The most common wildcat in North America is the bobcat ( lynx Rufus). The IUCN estimates that the bobcat population is between 2.3 and 3.5 million. Explore some amazing Facts About Bobcats below!
They can be found in Mexico, five Canadian provinces, and all contiguous U.S. states except Delaware. Bobcats can be difficult to find and seldom seen in their natural habitat. Because they prefer to find cover wherever they live (scrubland, forests, or swamps), they are so difficult to see—in residential areas.
The tail that gives Bobcats their name is the most distinctive feature. It is a cut- or “bobbed” tail that measures between 4.3 and 7.5 inches.
Facts About Bobcats
1. They are The Smallest Lynx
They are similar in size to the lynx but smaller. These cats can weigh anywhere from 8 to 33 lbs and are roughly the same size as a cocker spaniel. The length of a bobcat is between 25 and 42 inches, including the tail. Males are longer than females. The bobcats in northern climates are more likely to be larger than those in the south.
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2. They are often misidentified.
Bobcats can sometimes be mistakenly identified as other animals. Sometimes, they can be mistaken for domestic cats and stray kittens. Other times, they may mistakenly believe that they see a Florida panther or Canada lynx.
Biologists can sometimes struggle to tell the Canada lynx from the bobcat if they don’t see their paw prints. The Canada Lynx is a large, hairy animal with snowshoe-like feet.
3. They eat mainly small prey.
Although bobcats can take on large prey like deer, their diet consists mainly of rodents or rabbits. Despite their reputation for eating domestic pets, they rarely choose household pets as prey. However, they will occasionally eat domestic pets or chickens that are not secured. Bobcats will eat fish and sharks.
Crepuscular hunters Bobcats prefer to hunt at dawn and dusk. They may also keep a more nocturnal hunting program depending on prey availability. They can leap up to 10 feet and are very stealthy hunters.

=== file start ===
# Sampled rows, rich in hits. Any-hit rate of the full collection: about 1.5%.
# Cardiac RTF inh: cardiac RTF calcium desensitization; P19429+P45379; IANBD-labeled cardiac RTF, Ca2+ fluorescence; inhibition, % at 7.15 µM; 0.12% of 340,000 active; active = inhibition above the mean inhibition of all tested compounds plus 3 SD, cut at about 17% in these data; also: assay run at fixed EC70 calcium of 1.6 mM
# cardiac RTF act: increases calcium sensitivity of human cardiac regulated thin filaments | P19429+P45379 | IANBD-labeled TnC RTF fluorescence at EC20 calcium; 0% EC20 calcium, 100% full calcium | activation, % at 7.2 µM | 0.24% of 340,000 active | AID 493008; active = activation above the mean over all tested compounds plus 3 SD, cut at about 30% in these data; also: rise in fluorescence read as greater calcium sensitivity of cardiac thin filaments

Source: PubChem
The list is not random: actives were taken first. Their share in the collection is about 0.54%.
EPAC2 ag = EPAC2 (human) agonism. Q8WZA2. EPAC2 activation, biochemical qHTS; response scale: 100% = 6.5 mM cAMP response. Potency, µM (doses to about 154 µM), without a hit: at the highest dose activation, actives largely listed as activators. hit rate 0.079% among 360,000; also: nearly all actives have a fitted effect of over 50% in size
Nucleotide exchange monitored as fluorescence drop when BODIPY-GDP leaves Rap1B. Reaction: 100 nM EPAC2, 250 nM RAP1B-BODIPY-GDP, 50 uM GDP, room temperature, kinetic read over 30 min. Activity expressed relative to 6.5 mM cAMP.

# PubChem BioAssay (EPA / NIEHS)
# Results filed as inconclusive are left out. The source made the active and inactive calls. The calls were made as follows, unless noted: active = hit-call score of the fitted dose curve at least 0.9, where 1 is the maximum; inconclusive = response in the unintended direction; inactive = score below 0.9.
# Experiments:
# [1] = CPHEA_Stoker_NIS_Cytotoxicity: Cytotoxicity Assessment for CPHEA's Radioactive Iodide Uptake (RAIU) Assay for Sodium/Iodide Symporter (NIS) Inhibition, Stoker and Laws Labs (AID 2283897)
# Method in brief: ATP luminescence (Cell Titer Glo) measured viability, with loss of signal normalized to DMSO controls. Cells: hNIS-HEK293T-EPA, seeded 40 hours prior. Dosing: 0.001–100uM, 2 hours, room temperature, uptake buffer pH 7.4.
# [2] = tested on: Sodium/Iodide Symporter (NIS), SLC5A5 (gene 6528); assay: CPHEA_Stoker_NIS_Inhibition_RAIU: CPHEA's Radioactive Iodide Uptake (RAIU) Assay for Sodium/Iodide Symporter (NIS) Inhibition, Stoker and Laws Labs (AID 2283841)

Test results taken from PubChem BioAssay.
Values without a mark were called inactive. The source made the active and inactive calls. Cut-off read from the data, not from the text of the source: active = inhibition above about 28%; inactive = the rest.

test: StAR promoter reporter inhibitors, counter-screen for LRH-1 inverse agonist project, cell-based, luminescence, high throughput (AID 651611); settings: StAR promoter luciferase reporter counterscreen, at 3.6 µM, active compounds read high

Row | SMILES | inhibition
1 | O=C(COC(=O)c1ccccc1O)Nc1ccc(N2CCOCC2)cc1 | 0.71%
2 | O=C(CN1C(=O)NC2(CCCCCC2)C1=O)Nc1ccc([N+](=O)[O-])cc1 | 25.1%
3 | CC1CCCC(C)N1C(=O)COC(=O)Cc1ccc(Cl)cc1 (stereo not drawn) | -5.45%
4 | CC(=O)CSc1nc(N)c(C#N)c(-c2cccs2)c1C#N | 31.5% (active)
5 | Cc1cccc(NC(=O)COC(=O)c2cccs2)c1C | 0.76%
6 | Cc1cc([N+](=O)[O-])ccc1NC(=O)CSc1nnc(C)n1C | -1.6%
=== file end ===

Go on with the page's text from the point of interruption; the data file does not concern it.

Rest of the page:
4. They are Territorial
Bobcats live a lonely life. The availability of prey can affect the size of their ranges. Females’ territories are typically 6 miles in size, while those of males span 25 miles. They may also overlap with the home ranges of one or more female Bobcats.
Bobcats will not share their territory with other cats of the same sex. Other bobcats are kept out by scent marking their territory with urine, feces, and secretions.
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5. They don’t stick to one Den.
There are many dens for Bobcats within their territory. A cave or rock shelter is the main Den. Sometimes they choose to hollow out fallen trees or take over abandoned beaver lodges or earthen burrows.
Bobcats have auxiliary dens that are scattered throughout their territory. They can be used for shelter or keep their kittens close while they hunt. These dens can be rock ledges, stumps, or brush piles. To repel intruders, Bobcats spray urine at shelter entrances.
6. Bobcat Mothers Teach their Young Hunt
The litter size of a female bobcat is one to six kittens. Younger bobcats produce fewer kittens. The young remain in the Den for two months after birth. At the end of the first month, the mother begins to feed the kittens. After the kittens have emerged from their Den, she teaches them how to hunt and provides food. The kittens are removed from the mom’s territory at 11 months old.
7. Bobcats in Trouble
Popular fur made Bobcats’ populations plummeted in the 20th century. The IUCN has listed them as a species of little concern after being protected with many successful conservation efforts. The U.S. The U.S.
Bobcats are still listed on the Convention on International Trade in Endangered Species of Wild Fauna and Flora’s (CITES) index. 4 But, 38 states, seven Canadian provinces, and Mexico allow certain types of a bobcat hunting. Every year thousands of bobcats get killed for their fur. 5 Invasive pythons in Florida are decreasing the population. Rodenticides also kill bobcats when they eat targeted species.
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8. They can run very fast.
Bobcats can run up to 30 mph. Because they are hunters, bobcats can run faster than long-distance runners. A bobcat’s hunting running gait shows another aspect of its ability to live up to its name. They sometimes run like a rabbit and place their hind feet in the same spot as their front. They can appear to be bob when running with this style of running.